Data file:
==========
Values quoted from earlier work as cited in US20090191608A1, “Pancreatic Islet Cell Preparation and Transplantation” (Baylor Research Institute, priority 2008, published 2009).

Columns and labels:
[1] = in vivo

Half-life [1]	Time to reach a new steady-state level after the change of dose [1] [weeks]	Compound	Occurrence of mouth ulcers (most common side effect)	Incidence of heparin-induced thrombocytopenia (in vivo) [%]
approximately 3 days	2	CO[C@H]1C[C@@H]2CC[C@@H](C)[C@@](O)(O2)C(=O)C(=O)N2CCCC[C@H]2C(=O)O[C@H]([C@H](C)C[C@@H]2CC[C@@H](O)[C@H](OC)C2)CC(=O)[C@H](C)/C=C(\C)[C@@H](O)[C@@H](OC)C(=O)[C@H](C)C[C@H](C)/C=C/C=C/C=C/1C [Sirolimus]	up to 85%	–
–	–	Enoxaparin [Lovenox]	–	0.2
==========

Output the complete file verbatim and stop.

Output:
Values quoted from earlier work as cited in US20090191608A1, “Pancreatic Islet Cell Preparation and Transplantation” (Baylor Research Institute, priority 2008, published 2009).

Columns and labels:
[1] = in vivo

Half-life [1]	Time to reach a new steady-state level after the change of dose [1] [weeks]	Compound	Occurrence of mouth ulcers (most common side effect)	Incidence of heparin-induced thrombocytopenia (in vivo) [%]
approximately 3 days	2	CO[C@H]1C[C@@H]2CC[C@@H](C)[C@@](O)(O2)C(=O)C(=O)N2CCCC[C@H]2C(=O)O[C@H]([C@H](C)C[C@@H]2CC[C@@H](O)[C@H](OC)C2)CC(=O)[C@H](C)/C=C(\C)[C@@H](O)[C@@H](OC)C(=O)[C@H](C)C[C@H](C)/C=C/C=C/C=C/1C [Sirolimus]	up to 85%	–
–	–	Enoxaparin [Lovenox]	–	0.2